The states with the highest rates were New York, Hawaii, California, Oregon and Washington. The District of Columbia had a homelessness rate of 94 per 10,000 people, more than twice as high as New York.

Team Shasta

Team Shasta was created to address homelessness in Siskiyou County. The small group, led by Mount Shasta’s then-mayor Kathy Morter, solidified efforts to investigate, explore and educate individuals experiencing homelessness and the public. Mount Shasta Police Chief Parish Cross requested the police chiefs within Siskiyou County contribute their California Board of State and Community Corrections funds for Team Shasta’s efforts. The BSCC funds were mandated to provide crisis intervention training for law enforcement and address homeless issues, both of which were fulfilled.

Team Shasta contacted six other cities in northern California and southern Oregon who were experiencing similar homeless issues. The majority recommended consulting with Marbut and after further vetting, Marbut was hired. He visited communities and individuals throughout the county soliciting input, expertise and innovative ideas.

Marbut dressed down and interviewed homeless portraying the role of a person in transit. He compiled his study for Siskiyou County and an article about what he found can be accessed at www.siskiyoudaily.com/news/20170721/study-analyzes-homelessness-in-siskiyou-county.

Marbut shared some personal experiences that included helping at his father’s church, where for 13 years he handed out food and clothing to those in need. Thirteen years later, he found the same people were coming to the steps of the church for assistance. Marbut said: “This isn’t truly helping others. We need to meet their critical needs and then assist them transition to a healthier life. Not everyone agrees with Marbut’s concept.

Marbut’s statement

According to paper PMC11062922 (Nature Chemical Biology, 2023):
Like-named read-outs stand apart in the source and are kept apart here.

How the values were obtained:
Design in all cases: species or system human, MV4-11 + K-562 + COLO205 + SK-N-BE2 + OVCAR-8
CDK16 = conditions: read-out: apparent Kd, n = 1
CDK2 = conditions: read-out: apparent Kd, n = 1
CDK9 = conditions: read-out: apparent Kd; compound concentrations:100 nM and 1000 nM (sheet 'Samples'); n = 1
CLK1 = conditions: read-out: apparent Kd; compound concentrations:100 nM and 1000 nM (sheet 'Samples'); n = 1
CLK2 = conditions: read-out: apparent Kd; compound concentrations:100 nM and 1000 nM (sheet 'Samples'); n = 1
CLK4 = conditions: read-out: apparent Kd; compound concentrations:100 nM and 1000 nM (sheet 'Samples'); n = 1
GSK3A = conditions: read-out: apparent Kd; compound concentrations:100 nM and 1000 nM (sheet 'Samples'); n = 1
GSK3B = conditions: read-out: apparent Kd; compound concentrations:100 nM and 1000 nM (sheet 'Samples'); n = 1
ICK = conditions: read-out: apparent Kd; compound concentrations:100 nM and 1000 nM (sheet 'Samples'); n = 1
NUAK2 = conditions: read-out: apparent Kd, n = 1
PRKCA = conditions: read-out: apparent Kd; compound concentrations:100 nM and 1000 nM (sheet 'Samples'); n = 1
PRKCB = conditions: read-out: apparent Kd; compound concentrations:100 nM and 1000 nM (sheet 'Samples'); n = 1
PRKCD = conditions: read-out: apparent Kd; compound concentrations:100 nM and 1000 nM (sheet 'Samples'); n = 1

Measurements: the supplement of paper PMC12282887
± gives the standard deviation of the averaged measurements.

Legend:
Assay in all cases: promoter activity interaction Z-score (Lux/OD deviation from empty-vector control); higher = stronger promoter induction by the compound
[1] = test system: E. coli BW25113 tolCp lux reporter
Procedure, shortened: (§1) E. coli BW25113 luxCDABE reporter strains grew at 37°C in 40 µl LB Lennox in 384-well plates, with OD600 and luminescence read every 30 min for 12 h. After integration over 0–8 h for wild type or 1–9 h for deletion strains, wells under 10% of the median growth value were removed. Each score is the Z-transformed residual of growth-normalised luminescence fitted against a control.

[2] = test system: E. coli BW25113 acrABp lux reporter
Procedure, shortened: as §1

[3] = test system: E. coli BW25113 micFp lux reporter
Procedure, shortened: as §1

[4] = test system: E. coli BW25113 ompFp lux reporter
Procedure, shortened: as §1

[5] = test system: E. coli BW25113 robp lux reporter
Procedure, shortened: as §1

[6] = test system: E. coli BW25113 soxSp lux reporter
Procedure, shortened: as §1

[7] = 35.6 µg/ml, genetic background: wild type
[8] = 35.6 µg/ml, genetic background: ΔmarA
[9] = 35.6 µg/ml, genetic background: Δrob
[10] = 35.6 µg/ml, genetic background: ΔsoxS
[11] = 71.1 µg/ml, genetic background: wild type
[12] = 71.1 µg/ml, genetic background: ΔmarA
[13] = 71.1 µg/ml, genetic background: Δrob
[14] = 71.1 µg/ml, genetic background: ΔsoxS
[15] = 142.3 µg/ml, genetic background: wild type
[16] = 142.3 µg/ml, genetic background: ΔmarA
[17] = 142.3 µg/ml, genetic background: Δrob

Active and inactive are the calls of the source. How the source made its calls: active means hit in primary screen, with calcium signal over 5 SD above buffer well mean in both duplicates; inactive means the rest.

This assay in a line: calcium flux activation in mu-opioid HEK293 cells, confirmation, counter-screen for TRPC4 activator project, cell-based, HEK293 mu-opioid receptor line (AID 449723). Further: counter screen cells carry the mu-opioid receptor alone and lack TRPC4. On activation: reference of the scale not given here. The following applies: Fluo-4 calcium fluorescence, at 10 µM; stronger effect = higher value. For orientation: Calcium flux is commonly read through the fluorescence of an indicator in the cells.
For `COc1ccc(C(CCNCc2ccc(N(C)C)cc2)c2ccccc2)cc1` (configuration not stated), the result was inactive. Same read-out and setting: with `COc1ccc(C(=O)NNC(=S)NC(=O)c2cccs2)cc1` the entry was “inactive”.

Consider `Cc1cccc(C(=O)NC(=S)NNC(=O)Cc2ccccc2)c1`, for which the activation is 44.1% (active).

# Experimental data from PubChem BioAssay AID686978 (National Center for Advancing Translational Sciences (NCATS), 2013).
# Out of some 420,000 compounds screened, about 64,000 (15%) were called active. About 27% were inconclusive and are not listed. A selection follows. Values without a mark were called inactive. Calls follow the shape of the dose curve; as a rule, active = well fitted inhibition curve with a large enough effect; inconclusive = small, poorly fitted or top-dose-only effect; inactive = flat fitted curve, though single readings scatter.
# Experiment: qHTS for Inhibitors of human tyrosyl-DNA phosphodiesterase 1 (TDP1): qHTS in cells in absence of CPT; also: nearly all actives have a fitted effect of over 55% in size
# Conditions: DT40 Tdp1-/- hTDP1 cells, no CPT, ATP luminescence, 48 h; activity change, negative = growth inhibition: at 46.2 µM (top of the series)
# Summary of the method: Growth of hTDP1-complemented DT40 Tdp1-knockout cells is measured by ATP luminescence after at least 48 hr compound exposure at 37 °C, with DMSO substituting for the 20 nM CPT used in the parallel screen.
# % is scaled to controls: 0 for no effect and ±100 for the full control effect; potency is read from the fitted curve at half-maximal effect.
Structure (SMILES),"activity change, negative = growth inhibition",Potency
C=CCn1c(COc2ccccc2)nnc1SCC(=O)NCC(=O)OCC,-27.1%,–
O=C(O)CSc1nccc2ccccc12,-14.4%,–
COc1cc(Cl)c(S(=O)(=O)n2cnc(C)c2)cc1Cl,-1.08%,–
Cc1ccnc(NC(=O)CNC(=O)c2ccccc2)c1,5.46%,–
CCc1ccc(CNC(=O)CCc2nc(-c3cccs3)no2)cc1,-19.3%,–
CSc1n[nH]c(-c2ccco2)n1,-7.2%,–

Marbut issued the following statement after his appointment on Dec. 4:

“It is a true honor to be chosen as the executive director of the U.S. Interagency Council on Homelessness. This position comes with very important and urgent responsibilities, and I commit to do everything within my power to be a good steward while serving in this position.

“There is no way to sugarcoat the situation. With more than 194,000 unsheltered individuals experiencing homelessness, more than 850,000 homelessness assistance beds, and more than 1,300,000 children and youth identified by public schools as experiencing homelessness, we are in the midst of a humanitarian crisis. This crisis is especially pronounced in California and other Western States. Sadly, more than 1,000 individuals experiencing homelessness died last year in Los Angeles alone, and the number of individuals might be even higher this year.

“The evidence is clear. We are in a real crisis! Playing games with data, changing definitions and hiding from realities only mask the challenges we face,” said This in turn impedes implementing real solutions that address the true causes of homelessness. We need to be honest with ourselves; much of what we have been doing is not working. If it were working, the number of individuals and families experiencing homelessness would be dropping.

“I am looking forward to working with the President, member agencies of the U.S. Interagency Council on Homelessness, Congress, as well as state/local governments and community-based service providers to address these critical issues. Working together, we can make the needed changes to address this crisis.

“I would like to thank the President, the White House staff and outgoing USICH Chair Frank Brogan for the honor of this service assignment. I would also like to acknowledge former Executive Director Matthew Doherty’s dedicated service over the last five years.

“Working together, we can successfully take on this challenge.

The Associated Press contributed to this report.